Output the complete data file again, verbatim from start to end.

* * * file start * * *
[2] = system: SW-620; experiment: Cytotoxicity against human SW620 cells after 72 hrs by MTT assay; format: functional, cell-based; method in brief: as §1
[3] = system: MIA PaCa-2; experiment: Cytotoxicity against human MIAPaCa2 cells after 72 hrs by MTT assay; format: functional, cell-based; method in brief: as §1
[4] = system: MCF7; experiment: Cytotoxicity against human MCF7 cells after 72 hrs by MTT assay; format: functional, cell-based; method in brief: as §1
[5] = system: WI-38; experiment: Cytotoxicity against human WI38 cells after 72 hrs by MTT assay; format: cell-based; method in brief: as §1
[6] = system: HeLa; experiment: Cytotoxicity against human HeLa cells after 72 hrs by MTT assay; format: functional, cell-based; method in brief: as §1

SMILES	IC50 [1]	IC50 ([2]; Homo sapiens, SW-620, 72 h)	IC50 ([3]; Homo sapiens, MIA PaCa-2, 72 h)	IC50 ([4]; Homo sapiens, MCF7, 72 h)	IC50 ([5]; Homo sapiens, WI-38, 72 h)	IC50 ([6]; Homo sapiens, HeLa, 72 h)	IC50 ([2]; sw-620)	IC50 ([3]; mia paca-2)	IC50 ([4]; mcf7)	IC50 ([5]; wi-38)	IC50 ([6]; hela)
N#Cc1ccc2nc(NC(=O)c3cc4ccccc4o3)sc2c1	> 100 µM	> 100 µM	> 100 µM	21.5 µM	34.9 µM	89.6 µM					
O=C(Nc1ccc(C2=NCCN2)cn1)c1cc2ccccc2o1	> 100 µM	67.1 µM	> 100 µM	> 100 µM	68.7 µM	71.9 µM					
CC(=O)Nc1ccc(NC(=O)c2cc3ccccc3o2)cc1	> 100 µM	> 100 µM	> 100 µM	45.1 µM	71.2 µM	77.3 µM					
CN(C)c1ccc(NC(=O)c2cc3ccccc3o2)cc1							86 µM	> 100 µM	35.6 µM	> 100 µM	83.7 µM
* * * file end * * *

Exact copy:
[2] = system: SW-620; experiment: Cytotoxicity against human SW620 cells after 72 hrs by MTT assay; format: functional, cell-based; method in brief: as §1
[3] = system: MIA PaCa-2; experiment: Cytotoxicity against human MIAPaCa2 cells after 72 hrs by MTT assay; format: functional, cell-based; method in brief: as §1
[4] = system: MCF7; experiment: Cytotoxicity against human MCF7 cells after 72 hrs by MTT assay; format: functional, cell-based; method in brief: as §1
[5] = system: WI-38; experiment: Cytotoxicity against human WI38 cells after 72 hrs by MTT assay; format: cell-based; method in brief: as §1
[6] = system: HeLa; experiment: Cytotoxicity against human HeLa cells after 72 hrs by MTT assay; format: functional, cell-based; method in brief: as §1

SMILES	IC50 [1]	IC50 ([2]; Homo sapiens, SW-620, 72 h)	IC50 ([3]; Homo sapiens, MIA PaCa-2, 72 h)	IC50 ([4]; Homo sapiens, MCF7, 72 h)	IC50 ([5]; Homo sapiens, WI-38, 72 h)	IC50 ([6]; Homo sapiens, HeLa, 72 h)	IC50 ([2]; sw-620)	IC50 ([3]; mia paca-2)	IC50 ([4]; mcf7)	IC50 ([5]; wi-38)	IC50 ([6]; hela)
N#Cc1ccc2nc(NC(=O)c3cc4ccccc4o3)sc2c1	> 100 µM	> 100 µM	> 100 µM	21.5 µM	34.9 µM	89.6 µM					
O=C(Nc1ccc(C2=NCCN2)cn1)c1cc2ccccc2o1	> 100 µM	67.1 µM	> 100 µM	> 100 µM	68.7 µM	71.9 µM					
CC(=O)Nc1ccc(NC(=O)c2cc3ccccc3o2)cc1	> 100 µM	> 100 µM	> 100 µM	45.1 µM	71.2 µM	77.3 µM					
CN(C)c1ccc(NC(=O)c2cc3ccccc3o2)cc1							86 µM	> 100 µM	35.6 µM	> 100 µM	83.7 µM